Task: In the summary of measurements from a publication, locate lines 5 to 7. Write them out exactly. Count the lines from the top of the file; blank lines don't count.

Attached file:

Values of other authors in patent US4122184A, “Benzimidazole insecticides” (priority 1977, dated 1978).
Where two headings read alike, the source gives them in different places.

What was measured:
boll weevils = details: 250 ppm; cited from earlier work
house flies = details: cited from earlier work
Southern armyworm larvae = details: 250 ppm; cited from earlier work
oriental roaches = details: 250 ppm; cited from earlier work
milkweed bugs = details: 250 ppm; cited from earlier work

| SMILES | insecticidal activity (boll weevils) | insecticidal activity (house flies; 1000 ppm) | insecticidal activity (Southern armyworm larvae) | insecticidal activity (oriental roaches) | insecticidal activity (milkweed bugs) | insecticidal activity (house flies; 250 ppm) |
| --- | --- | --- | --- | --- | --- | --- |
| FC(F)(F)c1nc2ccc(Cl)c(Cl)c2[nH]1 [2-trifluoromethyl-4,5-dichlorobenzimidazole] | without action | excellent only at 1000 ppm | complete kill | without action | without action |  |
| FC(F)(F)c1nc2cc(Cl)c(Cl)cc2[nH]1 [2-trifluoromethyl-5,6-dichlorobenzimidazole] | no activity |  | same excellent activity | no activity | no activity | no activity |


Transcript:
house flies = details: cited from earlier work
Southern armyworm larvae = details: 250 ppm; cited from earlier work
oriental roaches = details: 250 ppm; cited from earlier work